Release and reception
Marketing and release
The film was promoted by coffee shop chain Starbucks as a result of a partnership between Lions Gate Entertainment and Starbucks Entertainment. In January 2006, Starbucks locations in the United States and Canada began a promotional campaign for the film involving spelling-related trivia games and promotions on cardboard cup sleeves. Variety stated that Lionsgate spent around $20 million with its market only, while Los Angeles Times reported a $25 million cost to both produce and market the film.
The film had a sneak preview in 900 theaters on April 22, and the cast promoted the film on The Oprah Winfrey Show on April 25. With predictions of strong box office returns by film critics, it was released in theaters on April 28, grossing $6,011,585 in its opening weekend from around 2,195 American theaters and ranking eighth at the box office. The film closed its run on July 14 and 20 domestically and internationally respectively, with $18,848,430 domestically and $110,994 internationally. While the film received positive reviews, critics noted that it was not doing as well financially as they had predicted, and Lionsgate's Michael Burns characterized the film's gross as "only" $18 million.
The film was released on DVD by Lionsgate Home Entertainment on August 29, becoming the first DVD offered for sale at Starbucks. Its bonus features on the single-disc DVD include seven deleted scenes and a 25-minute making-of video featuring Atchinson and the cast. DVD sales in the United States reached $5,391,947 and 317,942 copies after one week on sale. By July 2014, American consumers had spent a total of $25,855,396 to purchase 1,512,498 copies.
The film received generally positive reviews from film critics. The review aggregator website Rotten Tomatoes reports an 84% "fresh" with an average rating of 7/10 based on 136 reviews. Its critical consensus states, "Although predictable in every way, a winning performance from its young star Keke Palmer and the rest of the cast makes it difficult not to cheer for the little heroine of Akeelah and the Bee. Sort of like Rocky for the middle school nerd set, Akeelah is a warm, family-friendly underdog story, featuring terrific supporting performances from Laurence Fishburne and Angela Bassett." On Metacritic, the film achieved an average score of 72 out 100, based on 30 reviews, signifying "generally favorable reviews". CinemaScore reported that audiences gave the film a rare average grade of A+.
Roger Ebert of the Chicago Sun-Times wrote, "In our winning-obsessed culture, it is inspiring to see a young woman like Akeelah Anderson instinctively understand, with empathy and generosity, that doing the right thing involves more than winning. That's what makes the film particularly valuable for young audiences." Writing for Film Journal International, Doris Toumarkine declared, "In addition to fine performances all around and smart pacing that rivets us to the story, writer-director Atchison takes spelling competitions and conveys the excitement of the 'sport,' the appeal of the 'game,' the thrill of the win, the crushing blow of the loss." Ann Hornaday from The Washington Post called the film "a triumph on many levels" and proclaimed, "It's that nod to the collective ... that makes Akeelah and the Bee so special." Hornaday especially appreciated that South Los Angeles was presented without stereotypes. The Evening Chronicle 's review said it "conceals few narrative surprises" but contended that "when [Atchison] does finally defy our expectations, it's to ensure his spellers learn a valuable lesson about integrity."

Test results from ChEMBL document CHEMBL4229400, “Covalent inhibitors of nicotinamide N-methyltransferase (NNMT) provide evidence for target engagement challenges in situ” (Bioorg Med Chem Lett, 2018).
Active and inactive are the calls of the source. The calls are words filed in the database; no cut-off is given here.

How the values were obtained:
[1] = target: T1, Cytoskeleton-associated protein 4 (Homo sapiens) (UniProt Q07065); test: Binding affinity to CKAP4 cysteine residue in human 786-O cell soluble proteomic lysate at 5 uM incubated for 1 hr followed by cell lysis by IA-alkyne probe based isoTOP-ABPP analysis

Kenneth Turan of the Los Angeles Times criticized that the film "telegraphs its plot"; however, he praised it as "genuinely sweet and determinedly inspirational." Though she called it formulaic, PopMatters 's Cynthia Fuchs stated, "Embracing the conventions that make so many other genre films feel stale, Akeelah torques them slightly too", emphasizing the "intellectual activities" Akeelah gets involved with. Furthermore, the film was described as "derivatively entertaining in a feel-good sort of way" by Rick Groen in an article for The Globe and Mail. Conversely, Jane Clifford of U-T San Diego stated that "every time I thought I knew where the film was going, it took a sharp turn. A turn that leaves you facing your stereotypes and feeling a little sheepish." Clifford also felt the film would appeal to both children and adults. Marrit Ingman of The Austin Chronicle described it as a typical sports film and felt it was heavy-handed at times. However, he praised it for "deconstruct[ing] the 'competition' paradigm of learning and suggest[ing] a community-based, cooperative model of group success." Dana Stevens, writing for The New York Times, asserted, "The innate suspense and charm of the spelling bee," and "a trio of crack performances, turn ... a formulaic sports picture into ... an underdog tale that manages to inspire without being sappy." Wesley Morris of The Boston Globe argued, "If Akeelah and the Bee is a generic, well-oiled commercial contraption, it is the first to credibly dramatize the plight of a truly gifted, poor black child." Morris added, "Obviously, it's emotional propaganda. But it's just the kind of propaganda our children need."